This Parish Summary is an overview of the large amount of information held for the parish, and only selected examples of sites and finds in each period are given. It has been beyond the scope of the project to carry out detailed research into the historical background, documents, maps or other sources, but we hope that the Parish Summaries will encourage users to refer to the detailed records, and to consult the bibliographical sources referred to below. Feedback and any corrections are welcomed by email to email@example.com
Little Dunham is a small parish in the Breckland district of Norfolk. Located in the centre of Norfolk on the high chalk plateau the village name is particularly apt. Coming from Old English it can be translated as ‘homestead or village on the hill’. Little Dunham is 96m above sea level and as such is one of the highest parishes in the county. The village is mentioned in the Domesday Book, but has a joint entry with adjacent Great Dunham.
The earliest recorded finds from the village are a number of Neolithic axeheads (NHER 4168, 4169, 4170, 4171 and 4172). A Bronze Age palstave (NHER 4174) and a socketed axehead (NHER 13837) with rib and pellet decoration on each face are also recorded. At one site a piece of Bronze Age pot and a Bronze Age awl (NHER 30277) were also found. Fragments of Iron Age pot have been found at several sites (NHER 4198, 30236, 30272, 30274, 30277 and 31112). In one location over sixty pieces have been recorded (NHER 31112).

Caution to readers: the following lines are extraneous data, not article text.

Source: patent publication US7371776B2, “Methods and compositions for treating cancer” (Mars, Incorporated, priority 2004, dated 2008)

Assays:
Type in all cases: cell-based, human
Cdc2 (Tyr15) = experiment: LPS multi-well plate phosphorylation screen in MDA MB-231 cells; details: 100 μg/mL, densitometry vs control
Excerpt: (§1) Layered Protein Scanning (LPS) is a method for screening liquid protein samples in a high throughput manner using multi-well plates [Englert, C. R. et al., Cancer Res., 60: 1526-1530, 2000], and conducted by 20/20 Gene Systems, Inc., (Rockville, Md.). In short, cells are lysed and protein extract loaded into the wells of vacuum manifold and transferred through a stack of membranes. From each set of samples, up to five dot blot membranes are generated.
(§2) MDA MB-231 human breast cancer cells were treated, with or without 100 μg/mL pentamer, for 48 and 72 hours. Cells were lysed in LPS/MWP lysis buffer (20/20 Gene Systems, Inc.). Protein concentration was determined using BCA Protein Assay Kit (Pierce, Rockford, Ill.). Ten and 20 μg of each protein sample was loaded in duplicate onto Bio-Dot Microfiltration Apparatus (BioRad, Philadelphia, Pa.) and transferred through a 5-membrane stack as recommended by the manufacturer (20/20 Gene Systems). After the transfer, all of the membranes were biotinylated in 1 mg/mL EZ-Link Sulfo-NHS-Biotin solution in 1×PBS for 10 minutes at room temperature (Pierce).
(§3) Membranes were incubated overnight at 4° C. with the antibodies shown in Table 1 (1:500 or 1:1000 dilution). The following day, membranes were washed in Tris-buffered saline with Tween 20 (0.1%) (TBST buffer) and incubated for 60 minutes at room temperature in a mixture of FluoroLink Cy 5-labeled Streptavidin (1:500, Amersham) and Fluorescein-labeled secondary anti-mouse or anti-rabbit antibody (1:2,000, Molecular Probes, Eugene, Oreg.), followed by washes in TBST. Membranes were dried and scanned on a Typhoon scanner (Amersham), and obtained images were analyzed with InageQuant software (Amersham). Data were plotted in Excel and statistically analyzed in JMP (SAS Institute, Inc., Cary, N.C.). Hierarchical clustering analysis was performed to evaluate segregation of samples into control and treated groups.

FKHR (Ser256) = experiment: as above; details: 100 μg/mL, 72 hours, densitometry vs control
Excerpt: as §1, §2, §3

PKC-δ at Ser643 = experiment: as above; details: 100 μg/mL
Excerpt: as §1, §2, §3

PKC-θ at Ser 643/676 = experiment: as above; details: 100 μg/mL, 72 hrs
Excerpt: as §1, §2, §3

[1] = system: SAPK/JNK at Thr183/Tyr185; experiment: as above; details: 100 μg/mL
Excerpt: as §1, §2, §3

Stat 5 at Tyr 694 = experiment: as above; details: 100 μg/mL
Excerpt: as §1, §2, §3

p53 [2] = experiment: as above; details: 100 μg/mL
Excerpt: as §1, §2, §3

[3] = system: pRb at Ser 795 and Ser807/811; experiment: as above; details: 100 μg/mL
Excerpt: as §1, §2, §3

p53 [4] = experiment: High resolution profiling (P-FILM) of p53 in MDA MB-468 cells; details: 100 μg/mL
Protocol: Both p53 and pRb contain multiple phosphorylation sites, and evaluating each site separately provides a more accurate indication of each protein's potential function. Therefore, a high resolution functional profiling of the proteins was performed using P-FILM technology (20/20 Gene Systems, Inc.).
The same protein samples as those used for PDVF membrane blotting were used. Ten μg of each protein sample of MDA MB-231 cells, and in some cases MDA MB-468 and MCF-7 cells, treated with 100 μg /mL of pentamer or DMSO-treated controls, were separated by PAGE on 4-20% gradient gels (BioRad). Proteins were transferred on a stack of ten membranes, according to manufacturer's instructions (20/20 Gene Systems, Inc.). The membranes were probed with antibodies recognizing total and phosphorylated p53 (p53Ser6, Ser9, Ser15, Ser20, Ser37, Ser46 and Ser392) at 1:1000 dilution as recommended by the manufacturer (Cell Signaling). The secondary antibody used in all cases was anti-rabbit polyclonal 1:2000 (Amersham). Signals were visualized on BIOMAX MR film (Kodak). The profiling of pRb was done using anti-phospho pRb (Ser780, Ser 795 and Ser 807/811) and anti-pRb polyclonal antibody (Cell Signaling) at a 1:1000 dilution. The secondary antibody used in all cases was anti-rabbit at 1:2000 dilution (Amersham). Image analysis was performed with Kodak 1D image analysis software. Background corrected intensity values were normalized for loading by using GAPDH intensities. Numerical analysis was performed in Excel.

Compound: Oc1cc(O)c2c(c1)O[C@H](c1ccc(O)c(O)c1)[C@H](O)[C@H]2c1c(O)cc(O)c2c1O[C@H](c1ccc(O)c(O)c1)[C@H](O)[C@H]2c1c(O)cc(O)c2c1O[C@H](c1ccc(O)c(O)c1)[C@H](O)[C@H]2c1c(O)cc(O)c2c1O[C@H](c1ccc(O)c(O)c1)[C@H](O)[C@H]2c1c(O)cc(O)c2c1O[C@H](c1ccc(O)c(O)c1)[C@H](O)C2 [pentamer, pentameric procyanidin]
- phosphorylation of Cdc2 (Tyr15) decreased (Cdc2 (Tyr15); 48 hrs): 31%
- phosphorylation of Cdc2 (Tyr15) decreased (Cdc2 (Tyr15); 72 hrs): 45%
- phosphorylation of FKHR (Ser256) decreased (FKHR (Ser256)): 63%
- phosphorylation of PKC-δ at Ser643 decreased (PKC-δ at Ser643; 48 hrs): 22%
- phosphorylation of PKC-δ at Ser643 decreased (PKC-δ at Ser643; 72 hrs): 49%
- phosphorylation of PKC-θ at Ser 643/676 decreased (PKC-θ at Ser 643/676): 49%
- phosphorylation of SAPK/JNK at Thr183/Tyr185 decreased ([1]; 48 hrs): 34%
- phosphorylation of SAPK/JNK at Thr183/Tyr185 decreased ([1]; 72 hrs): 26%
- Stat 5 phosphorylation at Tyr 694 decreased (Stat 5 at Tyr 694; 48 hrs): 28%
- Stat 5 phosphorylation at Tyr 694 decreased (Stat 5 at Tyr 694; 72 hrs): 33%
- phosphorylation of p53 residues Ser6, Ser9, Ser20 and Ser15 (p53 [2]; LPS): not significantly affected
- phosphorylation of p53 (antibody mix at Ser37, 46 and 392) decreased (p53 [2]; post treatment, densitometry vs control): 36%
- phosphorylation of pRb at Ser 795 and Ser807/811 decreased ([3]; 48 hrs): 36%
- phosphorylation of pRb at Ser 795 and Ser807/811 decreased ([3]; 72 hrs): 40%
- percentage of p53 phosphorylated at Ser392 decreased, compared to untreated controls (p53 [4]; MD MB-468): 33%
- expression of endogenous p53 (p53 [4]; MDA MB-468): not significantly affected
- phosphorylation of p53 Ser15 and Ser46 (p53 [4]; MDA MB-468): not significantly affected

An Iron Age bridle bit in the shape of a horse. (© NCC)
Interesting Iron Age finds include a coin (NHER 30273
) and an imported Etruscan or Villanovan bridle-bit ring (NHER 4175
) depicting a horse. A possible prehistoric burnt mound (NHER 35109
) has also been found.
The North Pickenham to Toftrees Roman road (NHER 3697) passes through the parish. Earthworks of a causeway flanked by ditches (NHER 31197) may be an extension of this road. Fieldwalking has recovered two scatters of Roman finds that indicate the location of settlement (NHER 20519 and 30273/30277). Other finds include coins (NHER 4197, 11351, 30273 and 30403) and pieces of pot (NHER 30236 and 31147). These include one example of East Anglian Colour-Coated ware (NHER 31147). A circular enamelled Roman brooch (NHER 4179) was recorded as being found before 1847. More recently metal detectorists have found a steelyard weight and a strap end (NHER 30272).